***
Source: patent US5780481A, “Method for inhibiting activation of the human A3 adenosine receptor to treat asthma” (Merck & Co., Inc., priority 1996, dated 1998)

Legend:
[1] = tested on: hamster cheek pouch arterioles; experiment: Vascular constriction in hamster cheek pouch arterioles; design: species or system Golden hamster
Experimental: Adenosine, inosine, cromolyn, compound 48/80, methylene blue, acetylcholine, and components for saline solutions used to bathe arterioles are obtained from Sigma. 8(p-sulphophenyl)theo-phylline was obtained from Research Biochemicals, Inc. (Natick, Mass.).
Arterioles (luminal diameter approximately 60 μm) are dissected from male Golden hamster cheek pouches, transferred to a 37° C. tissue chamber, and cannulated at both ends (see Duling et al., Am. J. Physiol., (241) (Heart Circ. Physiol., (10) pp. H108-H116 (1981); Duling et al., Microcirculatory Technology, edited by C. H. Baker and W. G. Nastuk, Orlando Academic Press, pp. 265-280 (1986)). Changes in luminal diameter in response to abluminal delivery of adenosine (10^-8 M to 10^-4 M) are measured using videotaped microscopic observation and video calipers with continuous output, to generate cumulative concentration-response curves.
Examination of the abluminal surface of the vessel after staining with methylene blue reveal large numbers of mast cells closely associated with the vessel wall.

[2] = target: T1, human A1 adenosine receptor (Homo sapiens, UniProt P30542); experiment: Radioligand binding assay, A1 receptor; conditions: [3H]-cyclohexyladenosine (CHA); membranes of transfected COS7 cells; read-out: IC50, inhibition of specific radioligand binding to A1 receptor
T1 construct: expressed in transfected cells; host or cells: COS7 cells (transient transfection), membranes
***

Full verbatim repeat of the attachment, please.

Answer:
Source: patent US5780481A, “Method for inhibiting activation of the human A3 adenosine receptor to treat asthma” (Merck & Co., Inc., priority 1996, dated 1998)

Legend:
[1] = tested on: hamster cheek pouch arterioles; experiment: Vascular constriction in hamster cheek pouch arterioles; design: species or system Golden hamster
Experimental: Adenosine, inosine, cromolyn, compound 48/80, methylene blue, acetylcholine, and components for saline solutions used to bathe arterioles are obtained from Sigma. 8(p-sulphophenyl)theo-phylline was obtained from Research Biochemicals, Inc. (Natick, Mass.).
Arterioles (luminal diameter approximately 60 μm) are dissected from male Golden hamster cheek pouches, transferred to a 37° C. tissue chamber, and cannulated at both ends (see Duling et al., Am. J. Physiol., (241) (Heart Circ. Physiol., (10) pp. H108-H116 (1981); Duling et al., Microcirculatory Technology, edited by C. H. Baker and W. G. Nastuk, Orlando Academic Press, pp. 265-280 (1986)). Changes in luminal diameter in response to abluminal delivery of adenosine (10^-8 M to 10^-4 M) are measured using videotaped microscopic observation and video calipers with continuous output, to generate cumulative concentration-response curves.
Examination of the abluminal surface of the vessel after staining with methylene blue reveal large numbers of mast cells closely associated with the vessel wall.

[2] = target: T1, human A1 adenosine receptor (Homo sapiens, UniProt P30542); experiment: Radioligand binding assay, A1 receptor; conditions: [3H]-cyclohexyladenosine (CHA); membranes of transfected COS7 cells; read-out: IC50, inhibition of specific radioligand binding to A1 receptor
T1 construct: expressed in transfected cells; host or cells: COS7 cells (transient transfection), membranes